20 years ago, I stayed in a 2nd story room of a house in Seaside called Tuttapposto. The house was named from the Italian phrase “tutta a posto,” which means everything in its place. Settled. All good. Everything as it should be. With polished honey colored boards under my bare feet and my friend and her baby daughter across the hall, I had to agree.
In that moment,
in that place,
with those people,
everything was as it should be.
I’ve come to feel differently about it over it the years. I find myself looking for the “tutta a posto” in everything. Reaching for it as a destination. I feel almost homesick for it. I have translated “everything as it should be” and “all good” to “everything is perfect.”
I’m chasing perfect.
I will never catch it.
Because it doesn’t exist.
I spend my days lately navigating unfamiliar situations and preparing for what I’m guessing will be new normals. I fret over cap and gown order forms and college applications. I say things out of fear that I shouldn’t say. And then I hope that I’ve taught my kids enough about humility and forgiveness for them to offer it to me.
Last week I Instagram stalked a person whose name I’ve been hearing around my house a good bit. I don’t regret the stalking. The account was public, after all. What I regret was announcing I had done it. Good grief, Missy. Have you learned nothing in 18 years of parenting?. My stalking and my follow-up remarks caused 42 shades of angst in my house and caused one particular teen to not speak to me for a couple of hours. This was a long 2 hours, because we had errands to run together the night before Valentine’s Day. I apologized in person, because I had blurred and crossed the lines between concern and respect and had landed on the wrong side. And then I apologized through text, as we stood in two different check out lines of two different stores.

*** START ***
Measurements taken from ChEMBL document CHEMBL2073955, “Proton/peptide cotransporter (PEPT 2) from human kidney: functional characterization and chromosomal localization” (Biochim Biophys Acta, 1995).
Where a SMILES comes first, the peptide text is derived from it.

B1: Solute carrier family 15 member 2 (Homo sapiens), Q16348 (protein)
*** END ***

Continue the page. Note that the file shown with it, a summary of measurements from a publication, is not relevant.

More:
In the end, all was forgiven. But I haven’t forgotten the lessons I took home from Dollar Tree last Thursday night. Everything that happened had unraveled from my skewed perception of “tutta a posto.” Everything needs to be my version of perfect. Everything as it should be, according to me.
The very friend I was with in the Tuttapposto house 20 years ago is right now enduring some hard stuff at Cedars-Sinai Medical Center in Los Angeles. That isn’t where she lives. She has flown there to hopefully get some help. I have in my mind how this all should go. I had in my mind a “best case scenario” which has already fallen between the car seats with the 3 quarters I dropped yesterday. And I have in my mind 12 other case scenarios, most of which I am quarantining to my mind with my Instagram stalking and the stupid things I say when I’m tired and weak. Because nobody needs my case scenarios, good or bad.
What I don’t know is what will be.
And that’s my problem with everything. It’s my problem with my girls trying to make their way through middle school in a world of pseudo-stars with silly YouTube accounts. It’s my problem with girls I’ve never met expressing a little too much interest in my boys. It’s my problem with the tests they take that I can’t take with them or for them or even get them to follow the control-freaked study guide I’ve laid out. It’s my problem with teens driving late nights and dark roads because it was their night to close the store. It’s my problem with the frightening unknowns of health scans and test results.
What’s going to happen? How does it end?
I don’t know.
I don’t know what will be.
I can’t script the ending.
My husband has an annoyingly optimistic phrase that is not as poetic as
“tutta a posto” but that I find to be far more useful. He is known
for encouraging us to “make it good.” As I sit at the kitchen island agonizing over pro/con lists and what ifs, he casually strolls past and says, “Maybe there isn’t a right or wrong decision. Just decide. And then make
Whatever happens, make it good. Even if it is isn’t.
I’m redefining what I thought I knew about what it means to be all good.
I’m reteaching myself to pray. Because though I don’t know what will happen, I pray to the One who does. Who is. And Who can.
And I’m trying, between my gulping breaths into the brown paper bag of
Did-I-do-enough and Will-it-be-okay, to say the words that give me strength to take the next leap of faith—one pulled hamstring at a time:
Make it good.